That being said, “using char*” is not going to help you here if you're going to be using dynamic allocation. Strings can be problematic because of the heap fragmentation they cause by using dynamic allocation. Manually allocating dynamic memory is worse than using String to manage the memory because you now risk memory leaks on top of the inherent fragmentation you might get from dynamically allocating memory.

If you want to avoid the problems with String, either use statically allocated buffers, or use String and use String::reserve() beforehand so you don't need to reallocate later when growing the strings. The latter is tricky, because it's not always clear which String operations allocate or create temporary Strings.

On an ESP8266, you usually have plenty of RAM, and many of the Core functions already heavily use Strings, so you can probably use String in your user code without worrying too much. You might have to watch your allocation patterns, but don't start prematurely replacing all Strings unless you have verified that you actually have a fragmentation problem.
You can use [

ESP.getHeapFragmentation()

](Libraries — ESP8266 Arduino Core 3.0.0-7-gd7d03f9a documentation) to check how bad the fragmentation is.

Pieter

I agree with @PieterP. Stick with Strings they are much easier to code correctly than using low level c-string methods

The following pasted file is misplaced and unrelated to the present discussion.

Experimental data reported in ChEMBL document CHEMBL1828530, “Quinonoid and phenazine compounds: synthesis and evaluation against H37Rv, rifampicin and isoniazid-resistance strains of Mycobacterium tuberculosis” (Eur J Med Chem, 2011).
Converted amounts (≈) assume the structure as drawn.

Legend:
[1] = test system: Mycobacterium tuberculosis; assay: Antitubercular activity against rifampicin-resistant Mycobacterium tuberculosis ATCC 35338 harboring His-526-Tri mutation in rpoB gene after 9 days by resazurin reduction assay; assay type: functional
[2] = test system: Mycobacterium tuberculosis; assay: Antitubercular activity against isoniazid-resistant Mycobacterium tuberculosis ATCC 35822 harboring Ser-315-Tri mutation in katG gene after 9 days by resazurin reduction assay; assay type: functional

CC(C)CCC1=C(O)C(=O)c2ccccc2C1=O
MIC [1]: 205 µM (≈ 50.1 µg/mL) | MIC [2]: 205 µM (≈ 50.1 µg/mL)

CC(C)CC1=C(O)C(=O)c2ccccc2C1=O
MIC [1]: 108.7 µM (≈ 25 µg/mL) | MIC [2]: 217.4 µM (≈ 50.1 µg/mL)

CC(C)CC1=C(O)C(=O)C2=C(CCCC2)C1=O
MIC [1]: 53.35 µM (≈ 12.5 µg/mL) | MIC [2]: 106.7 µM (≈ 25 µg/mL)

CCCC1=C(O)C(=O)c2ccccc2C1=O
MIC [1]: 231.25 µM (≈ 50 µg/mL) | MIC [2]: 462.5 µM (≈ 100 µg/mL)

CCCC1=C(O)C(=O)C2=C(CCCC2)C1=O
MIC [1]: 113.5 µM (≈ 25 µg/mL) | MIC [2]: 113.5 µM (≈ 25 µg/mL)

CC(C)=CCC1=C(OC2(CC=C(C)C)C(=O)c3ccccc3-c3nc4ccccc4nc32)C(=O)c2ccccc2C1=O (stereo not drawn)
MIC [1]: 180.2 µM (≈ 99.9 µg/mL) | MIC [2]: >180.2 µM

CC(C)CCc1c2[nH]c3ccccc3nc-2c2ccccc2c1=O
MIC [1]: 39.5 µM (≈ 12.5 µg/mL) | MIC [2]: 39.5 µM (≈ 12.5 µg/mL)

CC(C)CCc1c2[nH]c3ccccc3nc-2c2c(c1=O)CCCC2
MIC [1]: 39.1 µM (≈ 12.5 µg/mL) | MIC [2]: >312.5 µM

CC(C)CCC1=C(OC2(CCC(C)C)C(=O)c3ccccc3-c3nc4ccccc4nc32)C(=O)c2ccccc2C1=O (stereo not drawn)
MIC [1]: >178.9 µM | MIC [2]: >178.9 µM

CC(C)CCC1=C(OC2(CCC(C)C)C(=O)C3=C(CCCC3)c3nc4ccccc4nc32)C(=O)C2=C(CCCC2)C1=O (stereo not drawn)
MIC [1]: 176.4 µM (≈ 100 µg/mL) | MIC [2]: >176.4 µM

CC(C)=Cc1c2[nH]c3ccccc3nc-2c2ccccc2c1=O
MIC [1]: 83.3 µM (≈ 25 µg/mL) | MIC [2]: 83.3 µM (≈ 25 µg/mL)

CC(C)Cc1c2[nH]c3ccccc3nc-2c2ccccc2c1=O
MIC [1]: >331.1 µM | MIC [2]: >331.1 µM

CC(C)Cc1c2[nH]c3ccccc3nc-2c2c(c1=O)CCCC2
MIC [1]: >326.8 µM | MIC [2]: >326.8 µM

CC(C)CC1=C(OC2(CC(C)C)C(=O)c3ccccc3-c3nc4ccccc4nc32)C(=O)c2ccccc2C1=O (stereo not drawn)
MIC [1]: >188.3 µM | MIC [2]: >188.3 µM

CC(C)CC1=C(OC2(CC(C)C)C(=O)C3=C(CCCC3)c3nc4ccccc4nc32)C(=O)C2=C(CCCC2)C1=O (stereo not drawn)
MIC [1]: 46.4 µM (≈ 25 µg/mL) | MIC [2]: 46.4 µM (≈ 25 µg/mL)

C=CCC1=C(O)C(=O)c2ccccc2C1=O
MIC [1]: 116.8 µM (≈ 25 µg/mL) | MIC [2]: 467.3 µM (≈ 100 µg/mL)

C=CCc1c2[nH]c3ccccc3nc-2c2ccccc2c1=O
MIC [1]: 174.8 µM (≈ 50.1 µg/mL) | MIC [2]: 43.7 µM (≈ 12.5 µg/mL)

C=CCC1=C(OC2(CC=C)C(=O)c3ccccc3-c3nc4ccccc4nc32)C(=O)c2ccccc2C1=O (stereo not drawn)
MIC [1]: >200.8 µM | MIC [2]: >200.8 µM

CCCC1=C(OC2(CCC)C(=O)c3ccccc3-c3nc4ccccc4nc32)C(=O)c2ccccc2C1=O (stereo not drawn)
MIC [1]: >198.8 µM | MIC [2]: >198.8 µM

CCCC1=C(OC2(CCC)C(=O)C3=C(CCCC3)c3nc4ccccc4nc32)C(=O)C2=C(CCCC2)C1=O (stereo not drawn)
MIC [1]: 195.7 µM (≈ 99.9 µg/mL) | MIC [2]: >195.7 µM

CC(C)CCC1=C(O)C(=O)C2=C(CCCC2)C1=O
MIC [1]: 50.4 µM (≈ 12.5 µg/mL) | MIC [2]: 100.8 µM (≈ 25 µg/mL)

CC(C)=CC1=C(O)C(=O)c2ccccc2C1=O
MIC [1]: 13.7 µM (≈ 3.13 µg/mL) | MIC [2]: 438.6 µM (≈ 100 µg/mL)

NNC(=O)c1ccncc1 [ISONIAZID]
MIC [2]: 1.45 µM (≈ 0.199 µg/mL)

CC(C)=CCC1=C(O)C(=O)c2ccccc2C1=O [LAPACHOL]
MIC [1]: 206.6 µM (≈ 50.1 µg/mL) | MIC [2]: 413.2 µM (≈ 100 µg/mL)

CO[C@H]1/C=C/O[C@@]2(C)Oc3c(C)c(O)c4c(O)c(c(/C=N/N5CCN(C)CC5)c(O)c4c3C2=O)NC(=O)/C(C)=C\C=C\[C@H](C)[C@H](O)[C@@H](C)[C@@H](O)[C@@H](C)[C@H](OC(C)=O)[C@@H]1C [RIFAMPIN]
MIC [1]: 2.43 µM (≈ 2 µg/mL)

I'm trying to allocate a char* dynamically to avoid fixed size char arrays.

Why ?

At some point in time you will need to need to declare an array large enough to hold the maximum combined contents of the three other arrays, so why not just declare the target array large enough to hold the maximum possible length of the three of them ?

I agree with @UKHeliBob.

Suppose you do use dynamically sized arrays, what are you going to do with the unused memory?

...R

Isn't that a little like asking.. "What you are going to do with all that money you saved?"

-jim lee

jimLee:
Isn't that a little like asking.. "What you are going to do with all that money you saved?"

You can use money that you save. Unused SRAM is as useful as empty airplane seats over the atlantic.

...R

Couldn’t you use a function and allocate the variable length char string off the stack avoiding the problems with the heap?
I haven’t tested the code below - can’t find my Uno!

void setup() {
  // put your setup code here, to run once:

  char ca[] = "test";
  char cb[] = "test2";
  char cc[] = "test3";
  int lena, lenb, lenc, total;
 
  Serial.begin(115200);
  while (!Serial) { }